Monday, October 26, 2009


    Most of the open source softwares  are licensed under GPL or LGPL now.
  So what is GPL or LGPL?

     They are 'free software licenses' used for the open source programs. Here the word 'free' means freedom to do anything, not free of cost. These are good examples of CopyLeft practice.

  GPL(General Public License) is license published by Free Software Foundation to protect open source softwares.  Suppose if we are publishing a software or code under GPL, then anybody can copy, modify and redistribute this software or code. But they are obliged to publish the new version in GPL license only. That is, they also need to provide the same freedom to whoever they are giving it. And if  somebody is using the GPL licensed code in their software, they are obliged to release the source code also.

  LGPL(Lesser General Public License)  is a weak version of GPL. If we have released our code under LGPL, then independent open source or proprietary software can link this code to their software. For Example, a non (L)GPL program  can link to a LGPL library. So LGPL is normally used for libraries.  So if a proprietary software is using an LGPLed shared library, then that software is not required to give the source code. But if we are using LGPLed code as static library, then that software is required to give either source code or object files.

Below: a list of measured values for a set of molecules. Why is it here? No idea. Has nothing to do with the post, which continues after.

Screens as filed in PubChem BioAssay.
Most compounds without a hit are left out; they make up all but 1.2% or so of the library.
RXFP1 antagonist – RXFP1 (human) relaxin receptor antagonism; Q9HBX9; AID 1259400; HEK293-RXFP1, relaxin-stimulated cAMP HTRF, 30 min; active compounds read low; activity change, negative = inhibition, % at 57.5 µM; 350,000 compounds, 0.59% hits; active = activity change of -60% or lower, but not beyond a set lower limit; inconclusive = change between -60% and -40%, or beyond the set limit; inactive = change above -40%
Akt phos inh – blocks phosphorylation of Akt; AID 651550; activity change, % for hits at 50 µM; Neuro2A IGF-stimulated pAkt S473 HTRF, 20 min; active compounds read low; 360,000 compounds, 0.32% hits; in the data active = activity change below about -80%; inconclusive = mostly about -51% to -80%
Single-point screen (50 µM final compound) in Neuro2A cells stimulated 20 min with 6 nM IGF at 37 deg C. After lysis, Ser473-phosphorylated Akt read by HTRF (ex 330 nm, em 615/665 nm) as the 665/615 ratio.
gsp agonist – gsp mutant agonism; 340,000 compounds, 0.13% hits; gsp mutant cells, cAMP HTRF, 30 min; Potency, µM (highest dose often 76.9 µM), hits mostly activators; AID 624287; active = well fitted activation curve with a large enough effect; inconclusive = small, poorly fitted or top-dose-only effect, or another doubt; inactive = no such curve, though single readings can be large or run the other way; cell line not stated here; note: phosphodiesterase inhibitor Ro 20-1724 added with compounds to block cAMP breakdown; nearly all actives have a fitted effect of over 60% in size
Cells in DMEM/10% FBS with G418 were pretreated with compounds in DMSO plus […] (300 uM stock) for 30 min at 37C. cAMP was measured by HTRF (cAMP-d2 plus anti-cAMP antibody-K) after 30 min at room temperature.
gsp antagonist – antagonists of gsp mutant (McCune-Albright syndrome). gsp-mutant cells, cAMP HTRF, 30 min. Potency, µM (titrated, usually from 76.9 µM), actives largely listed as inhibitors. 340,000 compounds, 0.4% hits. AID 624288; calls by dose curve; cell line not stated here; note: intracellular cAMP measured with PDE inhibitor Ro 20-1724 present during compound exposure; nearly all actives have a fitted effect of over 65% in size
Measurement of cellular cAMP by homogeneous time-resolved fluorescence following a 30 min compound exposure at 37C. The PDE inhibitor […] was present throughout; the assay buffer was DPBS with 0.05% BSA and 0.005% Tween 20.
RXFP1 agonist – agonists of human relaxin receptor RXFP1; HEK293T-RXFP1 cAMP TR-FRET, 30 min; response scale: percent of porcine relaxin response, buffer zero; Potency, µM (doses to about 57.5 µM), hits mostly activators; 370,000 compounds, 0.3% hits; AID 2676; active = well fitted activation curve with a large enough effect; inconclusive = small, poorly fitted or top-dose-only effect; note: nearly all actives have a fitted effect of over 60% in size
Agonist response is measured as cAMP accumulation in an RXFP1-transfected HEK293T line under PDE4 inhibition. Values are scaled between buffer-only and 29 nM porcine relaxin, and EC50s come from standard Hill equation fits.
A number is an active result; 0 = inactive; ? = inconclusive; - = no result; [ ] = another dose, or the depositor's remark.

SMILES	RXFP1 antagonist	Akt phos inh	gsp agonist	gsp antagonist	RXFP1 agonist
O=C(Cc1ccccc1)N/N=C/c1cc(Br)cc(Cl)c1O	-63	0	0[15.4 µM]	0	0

So usually libraries are published under LGPL and other codes are published under GPL. But now people like Richard  Stallman are suggesting to license some libraries under GPL. This will cause proprietary softawares to abandon these libraries. So he believes, this may give edge to free software programs over proprietary programs.

GPL v2 and GPL v3

  GPL v2 was launched in 1991. But there were allegations that some vendors are misusing loopholes in GPL v2. One example is the distribution of the free software in a device which cannot execute modified versions.

  One popular Digital Video recorder company used GPLed code to build their software and they made it availble through their website. But if somebody wants to modify it and run on their device, it required one cryptographic key which company is not providing. So this make it virtually impossible for anybody to modify their software.

  GPL v3 was launched in 2007 in a view to close these kind of loopholes.